Researchers Build Concrete-Composite Offshore Floating Wind Turbine

View Comments: Oldest First|Newest First|Threaded View
<<  <  Page 2/2
Ann R. Thryft
User Rank
Re: Offshore winds have great potential
Ann R. Thryft   8/29/2013 3:00:17 PM
Thanks, Elizabeth, for this story. The concrete-composite combo makes a lot of sense. We've covered the use of corrosion-free composites used in pontoons and docks, and combining it with concrete clearly gives stability and weight where needed, as well as lower cost.

User Rank
Re: Concrete- Composite Floating Platform
Watashi   8/29/2013 3:39:11 PM
I can see the platform surviving a huricane, but not so sure about the composites.  If they build them like the oil rigs, maybe they will only need to replace the blades after big (cat 2+) storms. 

User Rank
Offshore Turbines
apresher   8/29/2013 5:51:07 PM
From past articles I've done, my understanding from suppliers is that offshore turbines (especially in North America) isn't gaining ground like it is in Europe and other places where available land is a factor. Maintenance costs are high for offshore, for example.

User Rank
Re: Offshore Turbines
a.saji   8/29/2013 11:58:01 PM
@apresher: In anywhere maintenance cost is considered as high most of the time.         

User Rank
Re: Offshore Turbines
akwaman   8/30/2013 3:46:35 PM
@a.saji: It is obvious to most, that the maintenance costs of offshore devices like this will be higher than the terrestrial based versions.  Of course, they may be offset by the fact that no costs at all will be incurred by land rental or purchase.  I personally would wonder if wind turbines in the open ocean would be better served using Darious rotors, for reduced costs of maintenance and safety.  Terrestrial based turbines with the generators at the top are maintained by people climbing them and doing the maintenance.  This might be easier with the Darius rotor in the open ocean, because the generator and gears are at the bottom.  This would also lower thecenter of gravity, making it more stable on a floating platform.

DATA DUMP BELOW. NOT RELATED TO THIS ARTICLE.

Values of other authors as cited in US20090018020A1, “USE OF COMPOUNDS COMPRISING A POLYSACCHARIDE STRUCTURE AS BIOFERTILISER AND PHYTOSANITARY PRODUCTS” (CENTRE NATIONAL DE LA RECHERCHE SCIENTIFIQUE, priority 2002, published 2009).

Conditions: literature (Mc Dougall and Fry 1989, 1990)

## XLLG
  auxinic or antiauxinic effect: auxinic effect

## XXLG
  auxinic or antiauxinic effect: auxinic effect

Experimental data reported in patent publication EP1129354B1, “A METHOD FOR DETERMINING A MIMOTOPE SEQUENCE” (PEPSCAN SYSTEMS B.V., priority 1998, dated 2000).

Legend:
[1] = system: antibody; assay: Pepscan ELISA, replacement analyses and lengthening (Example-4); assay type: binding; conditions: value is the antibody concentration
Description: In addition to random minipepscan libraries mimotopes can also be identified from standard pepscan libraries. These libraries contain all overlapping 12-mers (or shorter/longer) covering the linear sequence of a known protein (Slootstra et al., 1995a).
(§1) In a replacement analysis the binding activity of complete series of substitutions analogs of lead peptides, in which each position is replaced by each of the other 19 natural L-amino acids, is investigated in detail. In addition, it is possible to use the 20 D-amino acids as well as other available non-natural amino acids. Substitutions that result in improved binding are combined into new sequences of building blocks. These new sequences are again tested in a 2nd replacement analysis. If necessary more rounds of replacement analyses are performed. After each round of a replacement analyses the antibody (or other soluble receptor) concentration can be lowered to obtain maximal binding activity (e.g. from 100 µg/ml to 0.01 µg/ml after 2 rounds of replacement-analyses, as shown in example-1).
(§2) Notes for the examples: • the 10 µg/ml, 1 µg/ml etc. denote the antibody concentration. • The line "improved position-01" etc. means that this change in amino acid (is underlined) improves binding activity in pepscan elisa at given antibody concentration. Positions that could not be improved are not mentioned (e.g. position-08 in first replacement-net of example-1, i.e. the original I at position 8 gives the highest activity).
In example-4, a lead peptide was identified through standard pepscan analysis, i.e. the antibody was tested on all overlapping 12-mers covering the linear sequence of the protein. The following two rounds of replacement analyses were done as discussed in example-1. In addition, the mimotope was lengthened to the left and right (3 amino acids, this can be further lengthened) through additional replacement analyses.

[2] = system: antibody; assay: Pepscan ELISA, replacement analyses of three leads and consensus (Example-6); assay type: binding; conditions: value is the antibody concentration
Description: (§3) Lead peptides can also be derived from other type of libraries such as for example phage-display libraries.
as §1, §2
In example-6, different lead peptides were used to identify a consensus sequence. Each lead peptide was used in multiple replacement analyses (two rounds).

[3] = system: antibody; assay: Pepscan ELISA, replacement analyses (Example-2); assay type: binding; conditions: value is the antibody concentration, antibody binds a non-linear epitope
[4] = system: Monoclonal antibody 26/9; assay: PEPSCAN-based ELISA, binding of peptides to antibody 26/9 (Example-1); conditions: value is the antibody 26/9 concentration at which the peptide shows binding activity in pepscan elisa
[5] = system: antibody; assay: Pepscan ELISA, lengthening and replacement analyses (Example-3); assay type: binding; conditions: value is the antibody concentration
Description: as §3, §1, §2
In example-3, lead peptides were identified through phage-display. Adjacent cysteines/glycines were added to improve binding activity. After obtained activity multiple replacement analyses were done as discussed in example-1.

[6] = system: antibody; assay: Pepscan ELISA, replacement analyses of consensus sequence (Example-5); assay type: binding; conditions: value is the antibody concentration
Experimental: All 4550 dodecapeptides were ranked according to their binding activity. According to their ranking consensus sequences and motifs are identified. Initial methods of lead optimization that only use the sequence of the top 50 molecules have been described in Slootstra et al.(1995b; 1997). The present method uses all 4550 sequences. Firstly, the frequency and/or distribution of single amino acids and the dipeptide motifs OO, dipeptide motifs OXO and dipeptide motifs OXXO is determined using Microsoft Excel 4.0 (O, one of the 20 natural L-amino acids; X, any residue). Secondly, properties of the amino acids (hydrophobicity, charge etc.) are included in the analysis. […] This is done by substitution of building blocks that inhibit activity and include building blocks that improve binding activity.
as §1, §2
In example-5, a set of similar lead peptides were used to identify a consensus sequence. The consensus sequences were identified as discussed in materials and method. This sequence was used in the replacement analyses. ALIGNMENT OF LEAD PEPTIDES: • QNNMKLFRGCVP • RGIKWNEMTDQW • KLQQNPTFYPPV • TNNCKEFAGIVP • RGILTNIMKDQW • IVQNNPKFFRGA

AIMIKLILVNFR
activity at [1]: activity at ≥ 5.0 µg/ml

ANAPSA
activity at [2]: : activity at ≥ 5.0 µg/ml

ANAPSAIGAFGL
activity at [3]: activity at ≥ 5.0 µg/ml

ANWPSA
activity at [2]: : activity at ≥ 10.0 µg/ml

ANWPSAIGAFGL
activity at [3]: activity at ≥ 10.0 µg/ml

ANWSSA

Elizabeth M
User Rank
Re: Concrete- Composite Floating Platform
Elizabeth M   9/3/2013 5:17:39 AM
Thanks for that information, Jim S. I wasn't exactly sure how the floating system works but that makes a lot of sense. I always thought the idea of a "floating" structure was a bit of a misnomer and there had to be some anchorage in there somewhere! So it is true.

<<  <  Page 2/2
Partner Zone
More Blogs
During a teardown of the iPad Air and Microsoft Surface Pro 3 at the Medical Design & Manufacturing Show in Schaumburg, Ill., an engineer showed this "inflammatory" video about the dangers of maliciously mishandling lithium-ion batteries.
It's been two years since the Mac Mini's last appearance on iFixit's teardown table, but a newly revised version joins Apple's lineup this week.
Science fiction author Isaac Asimov may have the best rules for effective brainstorming and creativity. His never-before-published essay, "On Creativity," recently made it to the Web pages of MIT Technology Review.
Much has been made over the potentially dangerous flammability of lithium-ion batteries after major companies like Boeing, Sony, and Tesla have grappled with well-publicized battery fires. Researchers at Stanford University may have come up with a solution to this problem with a smart sensor for lithium-ion batteries that provides a warning if the battery is about to overheat or catch fire.
In this new Design News feature, "How it Works," we’re starting off by examining the inner workings of the electronic cigarette. While e-cigarettes seemed like a gimmick just two or three years ago, they’re catching fire -- so to speak. Sales topped $1 billion last year and are set to hit $10 billion by 2017. Cigarette companies are fighting back by buying up e-cigarette manufacturers.
Design News Webinar Series
10/7/2014 8:00 a.m. California / 11:00 a.m. New York
9/25/2014 11:00 a.m. California / 2:00 p.m. New York
9/10/2014 11:00 a.m. California / 2:00 p.m. New York
7/23/2014 11:00 a.m. California / 2:00 p.m. New York
Quick Poll
The Continuing Education Center offers engineers an entirely new way to get the education they need to formulate next-generation solutions.
Oct 20 - 24, How to Design & Build an Embedded Web Server: An Embedded TCP/IP Tutorial
SEMESTERS: 1  |  2  |  3  |  4  |  5  |  6

Focus on Fundamentals consists of 45-minute on-line classes that cover a host of technologies. You learn without leaving the comfort of your desk. All classes are taught by subject-matter experts and all are archived. So if you can't attend live, attend at your convenience.
Next Class: 10/28-10/30 11:00 AM
Sponsored by Stratasys
Next Class: 10/28-10/30 2:00 PM
Sponsored by Gates Corporation
Next Class: 11/11-11/13 2:00 PM
Sponsored by Littelfuse
Learn More   |   Login   |   Archived Classes
Twitter Feed
Design News Twitter Feed
Like Us on Facebook

Sponsored Content

Technology Marketplace

Copyright © 2014 UBM Canon, A UBM company, All rights reserved. Privacy Policy | Terms of Service